Every year in Italy there is a competition between towns and villages to decide which one is the Borgo Più Bello d’Italia (The Most Beautiful Village in Italy). Promoted by a popular television travel programme where the general public vote their preference, 20 villages from Valle D’Aosta down to Sicily compete to win the coveted award.
This year 134,000 people voted the town of Gangi, in the Madonie Mountains, as the winner. Artistic qualities, culture, local handicraft, traditions and good food were all taken into account.
Gangi has a population of less than 8,000 and a history of mass emigration at the beginning of the 20th century towards North and South America as well as Northern Europe.
Built atop Monte Marone there has been a settlement since 1200 BC when the Minoans from Crete in Greece established themselves here. Resembling the shape of a tortoise shell, one of Gangi’s landmarks is the XIVth century Castle of Ventimiglia, still partly owned by a descendant of this one time powerful family.
Other noble builidngs are: Palazzo Bongiorno with its frescoed ceilings by Roman painter, Gaspare Fumagalli; Palazzo Sgadari, seat of the town’s museum and art gallery, and the Chiesa Madre with its famous Judgement Day painting by Giuseppe Salerno, one of the Zoppi di Gangi painters. Zoppo means lame in English but it is thought that the term referred to the fact that the painters were itinerant.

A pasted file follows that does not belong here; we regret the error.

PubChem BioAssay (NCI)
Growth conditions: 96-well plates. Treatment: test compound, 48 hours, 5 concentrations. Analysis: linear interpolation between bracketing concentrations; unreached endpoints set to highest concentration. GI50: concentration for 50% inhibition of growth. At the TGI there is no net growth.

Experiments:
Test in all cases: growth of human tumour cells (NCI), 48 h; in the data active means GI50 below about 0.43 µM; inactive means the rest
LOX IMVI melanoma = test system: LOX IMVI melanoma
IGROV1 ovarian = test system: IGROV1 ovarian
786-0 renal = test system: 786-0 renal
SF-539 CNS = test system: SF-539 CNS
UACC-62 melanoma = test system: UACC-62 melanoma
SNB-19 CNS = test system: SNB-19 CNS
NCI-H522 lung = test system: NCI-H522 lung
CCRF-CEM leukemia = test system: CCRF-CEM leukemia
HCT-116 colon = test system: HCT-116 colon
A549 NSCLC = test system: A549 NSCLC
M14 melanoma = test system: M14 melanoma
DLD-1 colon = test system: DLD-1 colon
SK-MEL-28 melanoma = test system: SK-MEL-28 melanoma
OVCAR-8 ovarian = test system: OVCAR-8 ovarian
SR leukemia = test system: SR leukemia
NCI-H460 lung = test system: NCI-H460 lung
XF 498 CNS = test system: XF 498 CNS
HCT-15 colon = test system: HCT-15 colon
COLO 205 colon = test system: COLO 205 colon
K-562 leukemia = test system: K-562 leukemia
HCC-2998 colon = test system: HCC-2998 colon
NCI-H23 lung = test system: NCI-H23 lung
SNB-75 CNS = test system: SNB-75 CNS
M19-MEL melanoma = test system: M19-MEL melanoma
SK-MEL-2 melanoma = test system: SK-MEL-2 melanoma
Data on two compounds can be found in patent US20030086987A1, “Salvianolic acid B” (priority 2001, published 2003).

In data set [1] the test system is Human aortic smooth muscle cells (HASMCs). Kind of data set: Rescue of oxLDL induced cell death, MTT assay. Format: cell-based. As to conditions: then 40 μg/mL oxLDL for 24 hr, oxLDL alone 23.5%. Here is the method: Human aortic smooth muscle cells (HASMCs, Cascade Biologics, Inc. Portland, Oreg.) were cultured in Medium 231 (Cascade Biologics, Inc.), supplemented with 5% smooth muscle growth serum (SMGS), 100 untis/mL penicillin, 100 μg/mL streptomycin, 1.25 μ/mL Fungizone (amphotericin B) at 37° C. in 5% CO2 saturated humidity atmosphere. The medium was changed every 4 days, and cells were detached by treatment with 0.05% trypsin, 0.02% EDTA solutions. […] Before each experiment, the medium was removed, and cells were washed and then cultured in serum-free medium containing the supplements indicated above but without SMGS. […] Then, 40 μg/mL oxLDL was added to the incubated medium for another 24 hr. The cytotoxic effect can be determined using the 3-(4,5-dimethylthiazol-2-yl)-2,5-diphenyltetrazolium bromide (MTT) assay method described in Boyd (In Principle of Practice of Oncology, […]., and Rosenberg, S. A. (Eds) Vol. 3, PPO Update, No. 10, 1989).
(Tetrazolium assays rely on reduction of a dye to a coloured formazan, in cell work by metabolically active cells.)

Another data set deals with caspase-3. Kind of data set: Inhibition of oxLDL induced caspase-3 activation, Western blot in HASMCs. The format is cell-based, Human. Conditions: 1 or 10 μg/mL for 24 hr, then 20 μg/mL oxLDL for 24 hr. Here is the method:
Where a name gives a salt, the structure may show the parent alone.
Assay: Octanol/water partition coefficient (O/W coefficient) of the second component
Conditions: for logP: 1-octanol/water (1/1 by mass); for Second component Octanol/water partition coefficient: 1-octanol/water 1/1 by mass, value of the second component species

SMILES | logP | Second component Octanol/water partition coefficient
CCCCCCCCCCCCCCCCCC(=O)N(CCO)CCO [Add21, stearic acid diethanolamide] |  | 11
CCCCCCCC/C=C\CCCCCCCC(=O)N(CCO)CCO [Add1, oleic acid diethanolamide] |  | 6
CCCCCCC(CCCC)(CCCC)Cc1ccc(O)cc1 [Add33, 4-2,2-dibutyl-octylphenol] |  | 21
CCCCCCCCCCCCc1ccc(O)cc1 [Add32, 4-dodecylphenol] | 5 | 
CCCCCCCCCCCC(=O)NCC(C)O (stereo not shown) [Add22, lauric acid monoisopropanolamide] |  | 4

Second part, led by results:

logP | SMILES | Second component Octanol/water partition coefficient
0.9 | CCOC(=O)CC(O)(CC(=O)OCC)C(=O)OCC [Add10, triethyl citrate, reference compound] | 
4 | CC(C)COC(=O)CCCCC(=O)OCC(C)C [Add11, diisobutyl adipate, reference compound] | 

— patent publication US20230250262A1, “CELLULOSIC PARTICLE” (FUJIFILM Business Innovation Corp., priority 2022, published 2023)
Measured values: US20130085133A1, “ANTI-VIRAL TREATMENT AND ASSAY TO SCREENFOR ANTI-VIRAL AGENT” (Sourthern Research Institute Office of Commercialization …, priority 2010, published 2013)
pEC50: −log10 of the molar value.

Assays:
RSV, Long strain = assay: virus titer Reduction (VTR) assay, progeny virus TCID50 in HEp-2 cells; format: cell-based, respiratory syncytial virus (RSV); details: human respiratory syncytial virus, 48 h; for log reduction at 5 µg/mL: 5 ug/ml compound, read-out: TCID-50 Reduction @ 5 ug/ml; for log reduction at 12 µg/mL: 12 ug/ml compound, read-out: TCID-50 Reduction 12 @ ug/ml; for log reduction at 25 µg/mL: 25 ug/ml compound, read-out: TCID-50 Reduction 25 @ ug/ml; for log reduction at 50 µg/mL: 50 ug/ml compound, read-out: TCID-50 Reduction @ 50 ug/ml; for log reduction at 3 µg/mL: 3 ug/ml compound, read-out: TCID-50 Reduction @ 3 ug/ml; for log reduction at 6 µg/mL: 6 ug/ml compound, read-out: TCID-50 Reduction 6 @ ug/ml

In the church of San Nicolò, down in the crypt, there are even 100 mummified priests from the 1700s.
Local cheese making – caciocavallo – and bakery and biscuit cottage industries together with some of the most suggestive local festivals in Sicily, all helped win this award. The patron saint San Cataldo is celebrated on May 10th and the most characteristic, Sagra della Spiga (Harvest Festival), takes place over a week in August where farmers celebrate the fruits of the land. Amazing bread sculptures are hauled through the streets by oxen pulled carts.
As with every self respecting village Gangi has its own colourful character in the form of ‘The Queen of Gangi’. So called by a British journalist of The Times, the name stuck. Peppina Salvo was the first female Sicilian bandit who became the local boss controlling the town after the former capomafia, her husband, died. A feisty woman who preferred dressing like a man, she was the irrevocable judge of village disputes and official matchmaker between young girls and members of her mob. Outlawed for her whole life, she was the last person to surrender during the Siege of Gangi in 1926 when Cesare Mori, il Prefetto di Ferro (The Iron Prefect) was sent by the Fascist regime to wipe out all mafia strongholds over the island.
Aside from the anecdotes and other attractions, the reason Gangi won the award is mostly because of the people who live there. Spontaneous, warm and welcoming towards visitors, theirs is an inborn hospitality culture which probably belongs – dare I say it? – only to Sicilians.